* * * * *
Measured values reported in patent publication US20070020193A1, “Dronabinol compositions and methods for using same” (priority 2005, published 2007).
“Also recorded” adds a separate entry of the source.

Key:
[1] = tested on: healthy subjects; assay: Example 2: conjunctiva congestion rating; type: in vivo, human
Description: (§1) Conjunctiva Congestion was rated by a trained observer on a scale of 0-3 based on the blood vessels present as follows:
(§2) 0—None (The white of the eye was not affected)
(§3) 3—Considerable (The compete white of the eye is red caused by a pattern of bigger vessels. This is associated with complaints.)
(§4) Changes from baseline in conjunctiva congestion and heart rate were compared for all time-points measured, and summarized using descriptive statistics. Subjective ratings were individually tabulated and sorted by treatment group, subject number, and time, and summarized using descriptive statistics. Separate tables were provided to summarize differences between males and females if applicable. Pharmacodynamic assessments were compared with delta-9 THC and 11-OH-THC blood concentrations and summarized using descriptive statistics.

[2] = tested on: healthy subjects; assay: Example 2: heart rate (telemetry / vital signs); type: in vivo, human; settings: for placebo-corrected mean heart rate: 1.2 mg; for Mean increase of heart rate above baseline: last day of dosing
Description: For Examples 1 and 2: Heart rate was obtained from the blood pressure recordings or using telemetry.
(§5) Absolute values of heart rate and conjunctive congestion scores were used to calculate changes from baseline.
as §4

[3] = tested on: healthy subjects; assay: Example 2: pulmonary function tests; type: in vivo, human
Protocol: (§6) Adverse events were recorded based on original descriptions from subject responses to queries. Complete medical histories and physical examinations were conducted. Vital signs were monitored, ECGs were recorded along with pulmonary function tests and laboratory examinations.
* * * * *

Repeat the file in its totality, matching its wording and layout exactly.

Measured values reported in patent publication US20070020193A1, “Dronabinol compositions and methods for using same” (priority 2005, published 2007).
“Also recorded” adds a separate entry of the source.

Key:
[1] = tested on: healthy subjects; assay: Example 2: conjunctiva congestion rating; type: in vivo, human
Description: (§1) Conjunctiva Congestion was rated by a trained observer on a scale of 0-3 based on the blood vessels present as follows:
(§2) 0—None (The white of the eye was not affected)
(§3) 3—Considerable (The compete white of the eye is red caused by a pattern of bigger vessels. This is associated with complaints.)
(§4) Changes from baseline in conjunctiva congestion and heart rate were compared for all time-points measured, and summarized using descriptive statistics. Subjective ratings were individually tabulated and sorted by treatment group, subject number, and time, and summarized using descriptive statistics. Separate tables were provided to summarize differences between males and females if applicable. Pharmacodynamic assessments were compared with delta-9 THC and 11-OH-THC blood concentrations and summarized using descriptive statistics.

[2] = tested on: healthy subjects; assay: Example 2: heart rate (telemetry / vital signs); type: in vivo, human; settings: for placebo-corrected mean heart rate: 1.2 mg; for Mean increase of heart rate above baseline: last day of dosing
Description: For Examples 1 and 2: Heart rate was obtained from the blood pressure recordings or using telemetry.
(§5) Absolute values of heart rate and conjunctive congestion scores were used to calculate changes from baseline.
as §4

[3] = tested on: healthy subjects; assay: Example 2: pulmonary function tests; type: in vivo, human
Protocol: (§6) Adverse events were recorded based on original descriptions from subject responses to queries. Complete medical histories and physical examinations were conducted. Vital signs were monitored, ECGs were recorded along with pulmonary function tests and laboratory examinations.